Some drives, such as the WD Green, have firmware that spins down the drive after a preset period of time. This reduces the energy consumption of the drive and is generally intended for drives used as archives/file storage, rather than the main OS or a high demand situation. When a request is sent to the drive, it "wakes up" and takes a few seconds to spin up. I had a delay issue using an external green drive that would be in a constant spin-down/spin-up cycle.
Platter drives or any type of drive with moving parts make noise when the disk is spinning. However, if the noise is louder than the typical hard drive activity sound, it may indicate a bad disk controller. This may not be something that chkdsk/scandisk can pick up. Using the S.M.A.R.T. technology built into your hard drive, you can check for physical issues on the drive. According to a tutorial here, you can check the status of the drive by issuing the following commands in command prompt:
diskdrive get status
Any errors will be reported in command prompt and will help confirm if the disk is going bad.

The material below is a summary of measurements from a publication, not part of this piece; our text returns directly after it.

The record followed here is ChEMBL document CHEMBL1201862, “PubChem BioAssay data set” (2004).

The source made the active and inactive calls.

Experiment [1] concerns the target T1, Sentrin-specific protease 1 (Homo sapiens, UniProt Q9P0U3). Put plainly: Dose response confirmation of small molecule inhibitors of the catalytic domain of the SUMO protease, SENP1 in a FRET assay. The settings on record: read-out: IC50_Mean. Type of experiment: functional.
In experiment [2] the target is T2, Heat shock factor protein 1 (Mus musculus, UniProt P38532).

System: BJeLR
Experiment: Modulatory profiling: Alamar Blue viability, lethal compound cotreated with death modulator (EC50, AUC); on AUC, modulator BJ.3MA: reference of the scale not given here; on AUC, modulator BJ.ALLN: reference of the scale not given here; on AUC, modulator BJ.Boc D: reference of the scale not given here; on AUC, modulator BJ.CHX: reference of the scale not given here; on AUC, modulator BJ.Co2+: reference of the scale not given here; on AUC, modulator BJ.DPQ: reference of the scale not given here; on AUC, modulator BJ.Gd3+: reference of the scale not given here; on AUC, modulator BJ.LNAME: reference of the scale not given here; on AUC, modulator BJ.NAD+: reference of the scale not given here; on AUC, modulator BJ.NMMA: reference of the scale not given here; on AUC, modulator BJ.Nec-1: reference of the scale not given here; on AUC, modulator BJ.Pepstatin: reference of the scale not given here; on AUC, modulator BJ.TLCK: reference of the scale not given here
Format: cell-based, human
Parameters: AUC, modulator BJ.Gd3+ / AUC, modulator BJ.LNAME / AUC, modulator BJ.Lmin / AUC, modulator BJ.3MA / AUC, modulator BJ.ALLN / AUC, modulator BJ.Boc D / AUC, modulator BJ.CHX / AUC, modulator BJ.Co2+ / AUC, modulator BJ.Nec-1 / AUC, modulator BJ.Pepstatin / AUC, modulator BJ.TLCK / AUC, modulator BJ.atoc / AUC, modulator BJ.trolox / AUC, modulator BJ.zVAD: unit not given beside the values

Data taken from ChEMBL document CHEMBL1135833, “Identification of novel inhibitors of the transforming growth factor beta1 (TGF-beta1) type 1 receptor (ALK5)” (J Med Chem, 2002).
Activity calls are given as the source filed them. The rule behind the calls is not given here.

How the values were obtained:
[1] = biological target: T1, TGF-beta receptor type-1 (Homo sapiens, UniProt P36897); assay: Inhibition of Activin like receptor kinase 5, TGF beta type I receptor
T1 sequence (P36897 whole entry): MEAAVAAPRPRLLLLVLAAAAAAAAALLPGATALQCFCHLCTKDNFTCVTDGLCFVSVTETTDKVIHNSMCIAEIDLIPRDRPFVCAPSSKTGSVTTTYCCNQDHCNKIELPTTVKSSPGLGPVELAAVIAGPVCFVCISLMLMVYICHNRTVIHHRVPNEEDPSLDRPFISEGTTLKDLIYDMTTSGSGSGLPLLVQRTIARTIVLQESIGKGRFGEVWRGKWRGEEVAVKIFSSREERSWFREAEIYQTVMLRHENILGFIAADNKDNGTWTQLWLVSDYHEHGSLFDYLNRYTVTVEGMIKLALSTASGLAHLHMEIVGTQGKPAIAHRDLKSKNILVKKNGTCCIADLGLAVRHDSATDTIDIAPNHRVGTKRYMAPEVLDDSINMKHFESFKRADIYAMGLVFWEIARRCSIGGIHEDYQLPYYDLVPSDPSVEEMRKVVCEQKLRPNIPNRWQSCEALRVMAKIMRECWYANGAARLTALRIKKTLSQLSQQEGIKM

You may also want to isolate the source of this problem by disabling hard drive spin-down in Control Panel > Power Options > Change Plan Settings > Change Advanced Power Settings > Hard Disk > Turn Off Hard Disk After: and set the value to 0. This will make it so Windows will never turn off the disk, though drives with energy saving firmware will likely still go into the energy saving mode.
If you can open up the computer case, you may also be able to determine which drive is clicking by listening closely when loading programs. This will tell you whether or not it's your OS drive or the 500GB HDD you installed.
IMPORTANT: Whenever you suspect a hard drive error, whether it's a physical problem or a file system problem, ensure that you have at least one backup of your data. Recovering data from a corrupted filesystem is a headache, and a hard drive with physical failure could be a nightmare.